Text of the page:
For them, it was once in the direction of Cape Verde, to go later from here with the slowly recovering Trade winds to the west.
Big arc through the north
A good handful of boats, on the other hand, used a small low with a core at 33°N 28°W in the days after the start to gain an advantage. They sailed in the north of the core with aft winds around the low and then looked for the transition to trade winds on the western edge of the low.
This big arc in the north should pay off, because this group was at the end in front of everyone else in St. Lucia.
ARC tracker of 2014 © Wetterwelt
Windfeld collapsed in 2015
In 2014, there should be no surprise except for the victories of a Volvo 70 and a Farr 100 in the rest of the field. Especially not in the weather. The expected and hoped for classic trade wind situation occurs from start to finish.
In 2015 we started with good and stable winds, but after about four days at Cape Verde, a small depression was developed. The wind field collapsed here. Boats on the southern course suddenly had problems. Those who drove a little further north had to install a small north diverter to stay in the good wind. And all those who eventually drove north of the Great Circle course were in the lead.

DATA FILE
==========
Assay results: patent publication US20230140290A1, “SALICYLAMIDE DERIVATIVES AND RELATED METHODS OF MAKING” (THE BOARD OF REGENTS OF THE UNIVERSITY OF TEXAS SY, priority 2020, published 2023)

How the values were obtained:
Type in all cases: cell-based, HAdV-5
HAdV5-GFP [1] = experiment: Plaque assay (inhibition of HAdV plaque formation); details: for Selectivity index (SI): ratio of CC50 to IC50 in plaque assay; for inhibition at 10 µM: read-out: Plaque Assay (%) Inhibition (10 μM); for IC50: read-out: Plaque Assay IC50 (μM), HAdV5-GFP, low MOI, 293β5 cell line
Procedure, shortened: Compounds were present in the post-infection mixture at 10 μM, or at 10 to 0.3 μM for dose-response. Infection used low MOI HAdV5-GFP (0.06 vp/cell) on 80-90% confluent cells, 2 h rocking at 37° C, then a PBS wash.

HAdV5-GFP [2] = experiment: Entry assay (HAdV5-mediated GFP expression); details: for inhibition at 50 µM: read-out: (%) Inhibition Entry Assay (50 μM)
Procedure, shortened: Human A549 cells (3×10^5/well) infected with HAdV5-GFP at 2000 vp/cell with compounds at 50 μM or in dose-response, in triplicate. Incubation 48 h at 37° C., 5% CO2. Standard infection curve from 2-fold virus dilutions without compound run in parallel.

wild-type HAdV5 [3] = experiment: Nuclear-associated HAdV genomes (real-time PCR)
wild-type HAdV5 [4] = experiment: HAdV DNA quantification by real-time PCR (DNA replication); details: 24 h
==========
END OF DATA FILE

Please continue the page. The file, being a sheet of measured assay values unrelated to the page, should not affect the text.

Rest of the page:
ARC tracker of 2015 © Wetterwelt
Low pressure trough in the middle of the way
2016 was a very special year. The weather was anything but easy, because in the middle of the track was a so-called low-pressure trough, that not wanted to move or dissolve from that place.
It was not only constantly showering and thunderstorms, but the wind field was anything but stable and sailable.
ARC tracker of 2016 © Wetterwelt
Only two way out
So basically, there were only two possibilities: 1. You make your way far south, in the hope that the trade wind will be there. Or you can sail far north, around this doldrum area. This resulted in a striking division of the field into two, with the northern route ultimately being the somewhat faster one.
However, there were also a few yachts that passed through. But the feedback shows that this daring will be punished with inconvenience. Missing wind and sometimes heavy weather hit the crews and the engine hours (allowed, but gives negative points) went up diligently.
ARC tracker of 2017 © Wetterwelt
Stormy low shifted Azores high
In 2017, the start of the regatta caused a storm for an extremely strong southward shift of the Azores and thus also the Trade winds. These only started at the level of the Cape Verde and extended only very slowly in the course of the race to the north again.
Thus, the “golden course” this year was that of Cape Verde: First, a small nozzle along the African coast had to be used to get into the Trade winds area.